- University affiliated? Although relationships with their sponsoring universities differed, some magazines preferred the freedom of only answering to themselves. They also cautioned that academic affiliations don't give as much funding as it might seem to outsiders. However, the benefits of affiliation seemed clear: a reputation and audience overnight, some funding and administrative assistance, and a steady volunteer stream.
- Print or online? While most journals have been increasingly answering both to this question, new journals must consider whether it's cost-effective to fund a print publication, which necessarily has a smaller circulation than an online-only mag. Against online-only journals, panelists said two things: first, it's great for Kickstarters and other campaigns to have a print product--although you should offer more than "just" your product as rewards--second, there's the undeniable joy of having created a physical object.
- Multimedia or more traditional? Against the wave of new media pairings and presentation is the unfun reality of hosting costs. If you host a lot of video content, you must have somewhere to store it--and if you intend to archive it electronically forever, you have to keep increasing storage space, which can add to the already-high costs of having a web presence.
- Professional design and tech support, or DIY approach? Some drew the line at potentially causing more harm than good; others saw it as cool that running a lit mag forced them to develop a jack-of-all-trades skillset. However, all the panelists insisted that once you know your personal limits, it's best to have professionals step in if you can't deliver an acceptable standard of quality. Even if the professional is your best friend that you've wheedled into a bit of pro-bono work.
- Paying for submissions or unpaid? While most agreed that submissions should be free, others held that paying even $1 for something makes people more cautious about whether their work is ready to send or not. Most agreed that trying to find and diversify income streams is a good idea in any case.
- Submittable? There are undeniable benefits to using a submission manager, but even Submittable's steep discount for lit mags still puts the price at a premium for most new lit mags. All of the people with a lit mag startup I met at AWP agreed that some capital was necessary to begin the lit mag. However, it's perfectly acceptable for new magazines to just have an email address for submissions. Again, this one probably depends on how much money you can spend on upfront costs, and where to allocate those costs.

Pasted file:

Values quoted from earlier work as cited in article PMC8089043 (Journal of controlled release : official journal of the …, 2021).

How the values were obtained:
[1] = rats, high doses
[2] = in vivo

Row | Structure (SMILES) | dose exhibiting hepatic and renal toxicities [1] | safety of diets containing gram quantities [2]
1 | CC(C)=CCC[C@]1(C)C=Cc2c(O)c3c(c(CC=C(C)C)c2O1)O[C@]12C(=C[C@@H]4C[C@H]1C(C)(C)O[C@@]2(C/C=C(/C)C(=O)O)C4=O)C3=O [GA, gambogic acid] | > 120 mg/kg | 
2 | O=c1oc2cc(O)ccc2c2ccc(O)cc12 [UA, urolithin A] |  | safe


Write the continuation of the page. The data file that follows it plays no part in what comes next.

Last week, I wrote about tips I'd learned at AWP on starting a lit mag. I distilled what I considered universal knowledge from the panelists in the sessions I'd attended. Today, I'm going to talk about some of the binary choices they made, and some decisions that were not unanimous.
I received some fantastic advice from the AWP panels I attended on starting a literary magazine, which inspired me to found Hapax. Because panel talks lend well to sharing experiences, the lit mag founders that spoke at the panel had some contradictory opinions. But there were some common threads:
The bottom line is to deliver a great experience to everyone: the submitter, the reader, the sponsor, the partners. If you can do that, you can stand out and get to a critical growth point in order to become the lit mag of your dreams.
After the Oscar fiasco this year, Asian-Americans from all walks of life and ethnicities gathered to discuss their outrage and sadness that pop culture couldn't do better. The years since the success of Amy Tan's Joy-Luck Club--and the reception to that novel--have seen an increase in the usage of Asian-Americans in writing, art, and film. Even if Joy-Luck Club has flaws, it--like the visibility of Kristi Yamaguchi that Nicole Chung wrote about so wonderfully--offered the first 'real' media attention and acknowledgement that many Asian-Americans, even adopted ones like Chung and myself, craved.
Growing up, I had similar feelings to Chung's about whiteness and my lack thereof. I saw it as a physical flaw that I wasn't white. My home city and schools had almost no ethnic variance; there was one 'black girl' in my entire first grade cohort, and a few Hispanic children. When Pocahontas came out in my elementary school years, the children in my school found an obvious parallel: the woman whom I resembled the most. Unsurprisingly, when a local Native American shopkeeper came to present to my second-grade class, I fell into a love of crystals, leather pouches, and dream-catchers that expressed a longing more rooted in fantasy than fact.
Michelle Kwan was one of the first Asian girls that I encountered around which there was a positive feeling, and whom I could look at and acknowledge a heritage I barely understood. I still feel like an impostor in Asian and Asian-American circles, which is why it was hard for me to even go to the Asian-American panels at AWP.
But, I did go.
I went because inclusion isn't about the exclusion of people. Sure, there will always be some side-eye from people who don't think that you belong. But, it's good to see people from other backgrounds at these events, because the point is not only to create a safe space to discuss issues and trends, but also to try to communicate those with a larger audience. I came away from the panels with new groups to support, new markets to submit to, and new ideas for my own writing. Since I intend to keep writing and being more open about race, I feel inspired knowing that my experiences aren't mine alone, in a universal sense.